That brings me to my next point: you’re never too new to get involved. Though countless advisors, interviewers, and peers have told me I am way ahead of the game, I think I am just trying to stay on the right path, following my passions. So, as my summer plans shape up, I will be working for an OB/GYN Monday through Thursday, and Fridays and Saturdays will be devoted to my internship, the first exciting leap into my career path. I briefly mentioned it before, but since it began in January, I have hardly had the time to blog about it. Anyway, I will be an intern for Ms. Courtney Martin, feminist activist and author. The Women’s Center Therapy Institute, in NYC, has asked to be the frontrunner for their international campaign against distorters of body image. The campaign, entitled Endangered Species: Preserving the Female Body, is scheduled to occur in March of 2011 and I am ecstatic to announce that I have currently been working on the guest list!

In terms of getting involved on campus and in Pittsburgh, I would encourage new freshmen to step out of the comfort zone and just try everything. Organizations I have become heavily involved with are CONTACT Pittsburgh, Strong Women Strong Girls, the Liberal Art blog, and Residence Life, as well as Phi Eta Sigma (the freshmen honors fraternity) and Lambda Sigma (the sophomore honors fraternity). Becoming involved was one of the best decisions I have made all year. Sure, it took guts to attend all those initial meetings, but luckily I have them. J If you don’t, please, please take me up on this offer: email me, comment me, ask me questions etc. Being involved is key, especially as a Duquesne student!

Thinking back to high school, I still don’t enjoy being a freshman a.k.a. “fresh meat” and the like. But at Duquesne, faculty and peer leaders somehow manage to make it less scary then James Caldwell High School did. In fact, it’s not the kind of scary where you want to go home or eat lunch in the bathroom; it’s more like scary before a performance, a date, or a speech. Oh wait… I think the word for that is excitement.

Happy summer, see you all in August!

Alyssa



A few final freshman farewells by x3erica1037

Is anyone else unable to believe this school year is over already?!  It feels like I just got my acceptance letter, began writing for the blog, and experienced orientation, but its already time to move allllll of my stuff back home! This has probably been the best freshman year I could have asked for so I really am sad to see it end.

As I tried to hold back tears when my family drove away last August and left me standing alone in front of St. Anns, I could never even have imagined all the amazing people I now consider my best friends, the crazy memories we will always share, and the endless opportunities I have been able to take advantage of over these past months.

If Duquesne weren’t the perfect home for me, I wouldn’t be this sad to leave.  Don’t get me wrong, I’m excited to be mostly stress-free and spend hours in the sun, but it has been hard to see everyone go these past few days.  As my lack of recent blogging proves, I have been very busy with final exams and papers lately, just as everyone has, so we didn’t quite have enough free time to spend together at the end.  I’m not too worried about it though, because even though my new friends are headed back to various homes all over the country, good old facebook and texting will allow us to keep in touch until August when we’re onto our new home in Towers.

To incoming freshman, my advice would be to keep an open mind.  Attend whatever school gives you that gut feeling because you will really be spending all your time there.  It may be a little nerve wracking at first but once you settle in, give every new person and organization a chance, and you’ll sure to find a few lifelong friends, ways to get involved, and the chance to live out your dreams.  At this point in your life, really anything is possible, its just a matter of going after it.

As for classes and majors, you don’t have to be get locked into any direction right away; choose classes that seem interesting and fun.  With all the choices out there, there’s no reason for you to study something you don’t enjoy.  There are professors and organizations everywhere waiting to inspire you, so you’ll figure out the longterm goals eventually.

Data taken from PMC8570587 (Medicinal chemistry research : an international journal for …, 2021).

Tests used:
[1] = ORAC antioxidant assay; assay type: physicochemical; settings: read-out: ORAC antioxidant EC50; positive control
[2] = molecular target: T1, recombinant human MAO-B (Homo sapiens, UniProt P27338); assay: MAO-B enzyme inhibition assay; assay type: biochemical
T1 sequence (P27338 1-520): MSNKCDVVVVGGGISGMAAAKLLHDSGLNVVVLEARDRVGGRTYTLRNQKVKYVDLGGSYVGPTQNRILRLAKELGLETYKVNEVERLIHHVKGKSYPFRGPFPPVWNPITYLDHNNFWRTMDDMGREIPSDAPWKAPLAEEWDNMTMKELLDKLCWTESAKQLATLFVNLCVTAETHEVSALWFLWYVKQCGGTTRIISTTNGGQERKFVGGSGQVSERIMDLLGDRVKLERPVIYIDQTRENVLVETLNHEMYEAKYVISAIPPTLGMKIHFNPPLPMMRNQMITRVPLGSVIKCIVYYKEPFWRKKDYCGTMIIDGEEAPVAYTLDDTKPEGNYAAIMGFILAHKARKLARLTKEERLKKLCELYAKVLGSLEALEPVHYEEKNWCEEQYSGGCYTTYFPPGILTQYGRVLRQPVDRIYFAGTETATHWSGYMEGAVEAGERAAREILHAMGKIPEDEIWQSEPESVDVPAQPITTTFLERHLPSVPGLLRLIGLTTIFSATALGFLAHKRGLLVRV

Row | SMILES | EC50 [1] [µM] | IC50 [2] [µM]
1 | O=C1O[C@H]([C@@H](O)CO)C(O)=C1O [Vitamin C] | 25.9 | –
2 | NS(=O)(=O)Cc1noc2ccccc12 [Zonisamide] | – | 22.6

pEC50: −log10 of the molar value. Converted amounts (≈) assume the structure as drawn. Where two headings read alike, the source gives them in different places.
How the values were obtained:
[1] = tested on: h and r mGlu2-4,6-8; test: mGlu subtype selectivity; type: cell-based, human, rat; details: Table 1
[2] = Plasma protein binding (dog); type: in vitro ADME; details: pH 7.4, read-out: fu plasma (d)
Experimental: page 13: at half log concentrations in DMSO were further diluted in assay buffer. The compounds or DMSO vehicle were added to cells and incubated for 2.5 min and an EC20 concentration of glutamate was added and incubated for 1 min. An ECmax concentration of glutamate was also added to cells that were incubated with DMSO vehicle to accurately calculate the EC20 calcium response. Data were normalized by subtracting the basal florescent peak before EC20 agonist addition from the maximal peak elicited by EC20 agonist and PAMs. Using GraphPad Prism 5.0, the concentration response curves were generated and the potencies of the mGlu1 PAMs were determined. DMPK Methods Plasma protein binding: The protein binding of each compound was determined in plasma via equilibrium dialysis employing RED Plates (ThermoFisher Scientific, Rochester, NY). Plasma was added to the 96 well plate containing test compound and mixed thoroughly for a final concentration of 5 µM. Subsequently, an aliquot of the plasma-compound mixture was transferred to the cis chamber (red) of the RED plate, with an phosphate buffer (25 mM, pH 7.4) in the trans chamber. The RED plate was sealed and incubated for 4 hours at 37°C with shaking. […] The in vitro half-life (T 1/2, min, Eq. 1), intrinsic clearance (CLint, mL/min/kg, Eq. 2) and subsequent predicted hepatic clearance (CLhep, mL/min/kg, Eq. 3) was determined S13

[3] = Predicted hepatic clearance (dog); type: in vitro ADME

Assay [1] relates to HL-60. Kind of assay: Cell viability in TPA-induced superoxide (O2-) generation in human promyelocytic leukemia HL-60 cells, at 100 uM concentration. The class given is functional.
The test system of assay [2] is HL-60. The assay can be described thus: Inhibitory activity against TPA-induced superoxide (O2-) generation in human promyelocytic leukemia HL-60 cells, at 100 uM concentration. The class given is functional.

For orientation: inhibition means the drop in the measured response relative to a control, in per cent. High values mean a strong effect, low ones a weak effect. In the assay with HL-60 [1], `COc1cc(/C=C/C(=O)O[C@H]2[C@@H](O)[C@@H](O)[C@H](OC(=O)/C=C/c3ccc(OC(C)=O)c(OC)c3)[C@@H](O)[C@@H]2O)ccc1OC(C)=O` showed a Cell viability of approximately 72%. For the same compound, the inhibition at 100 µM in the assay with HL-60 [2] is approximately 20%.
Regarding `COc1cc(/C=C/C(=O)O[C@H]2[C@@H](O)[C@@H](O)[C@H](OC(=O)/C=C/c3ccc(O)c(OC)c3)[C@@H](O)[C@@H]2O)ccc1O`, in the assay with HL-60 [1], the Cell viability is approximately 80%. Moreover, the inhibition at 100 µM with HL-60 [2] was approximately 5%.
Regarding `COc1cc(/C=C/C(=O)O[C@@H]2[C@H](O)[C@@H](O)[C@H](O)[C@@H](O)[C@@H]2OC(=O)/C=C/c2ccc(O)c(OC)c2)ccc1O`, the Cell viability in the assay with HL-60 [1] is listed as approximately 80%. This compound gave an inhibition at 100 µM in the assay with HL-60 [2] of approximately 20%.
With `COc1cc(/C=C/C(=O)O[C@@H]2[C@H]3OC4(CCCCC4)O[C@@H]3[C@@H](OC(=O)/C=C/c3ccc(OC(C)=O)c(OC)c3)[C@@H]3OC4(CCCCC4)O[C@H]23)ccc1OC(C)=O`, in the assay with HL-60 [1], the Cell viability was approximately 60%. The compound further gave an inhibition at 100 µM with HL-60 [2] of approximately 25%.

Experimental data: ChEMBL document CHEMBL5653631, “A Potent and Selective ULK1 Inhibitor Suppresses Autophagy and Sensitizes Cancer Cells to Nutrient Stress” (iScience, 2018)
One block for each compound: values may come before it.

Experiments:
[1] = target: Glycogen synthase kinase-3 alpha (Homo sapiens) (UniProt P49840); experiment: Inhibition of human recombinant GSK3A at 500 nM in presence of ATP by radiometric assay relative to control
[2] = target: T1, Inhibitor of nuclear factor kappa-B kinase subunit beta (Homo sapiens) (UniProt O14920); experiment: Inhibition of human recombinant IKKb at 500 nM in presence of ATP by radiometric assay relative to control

For now, everyone just have a warm, wonderful, relaxing summer. Work on the tan, earn a little cash, and get ready for next semester because I have a feeling Fall 2010 will be one we’ll never forget. 😉

Au revoir for now bloggers!

-Erica



The Final Lap! by minnockm
04.13.10, 6:49 pm
Filed under: Bloggers, Class of 2013, Mike, Uncategorized | Tags: , , ,

I can not believe that my freshman year is already coming to an end. Orientation feels like yesterday, but now summer is right around the corner. The final two weeks can be a stressful. Of course everyone is looking forward to summer, but the finishing touches have to be done in every class. You don’t want to be the kid that has done well in all their class, but throws it all away the final two weeks of the year since summer is right around the corner. Finishing strong is important because it makes for a more relaxing summer. The final two weeks may be a little stressful, but as long as you manage your time it’s not that stressful. If you don’t manage your time well like me then you end up being a little stressed, but I’ll make sure I’ll my work gets done. Sometimes it’s easy to get caught up with enjoying college and the work gets pushed aside. Freshman year is a good time to find the right balance. I have changed a lot since the beginning of the year. Hopefully all in good ways. I’ve learned a lot about myself freshman year, so hopefully each year I’ll continue to grow. As for finishing out this year I want to make sure I finish strong. Good luck to everyone who may be a little stressed, but nothing to it but to do it!



Summer! by liberalartsduq
05.15.09, 10:13 pm
Filed under: Uncategorized | Tags: , ,

Finals are over, grades have been submitted, and summer is here.  I don’t know about you, but this semester seemed like it would never end.  I wanted to thank all the bloggers that helped get this up and running during the year.  Your help is much appreciated.  Also, congratulations to everyone that graduated this past Saturday.

My plans this summer are nine credits and a month in Bolivia.  Duquesne has great study abroad options for students and I’ll be posting some of my trip after I get back from South America.

To keep us going in the mean time, I want to introduce our two new bloggers.  Erica and Alyssa are high school seniors planning on coming to Duquesne University.  Until then, they’ll be keeping everyone updating on what the process of becoming a freshmen here is like as they graduate school and get ready for the fall.  I’ve put their bios up on the Blogger Page so everyone should that out.

Posting from me will be intermittent through the next month or so, but hope everyone has a safe and much deserved rest this summer!

-Dave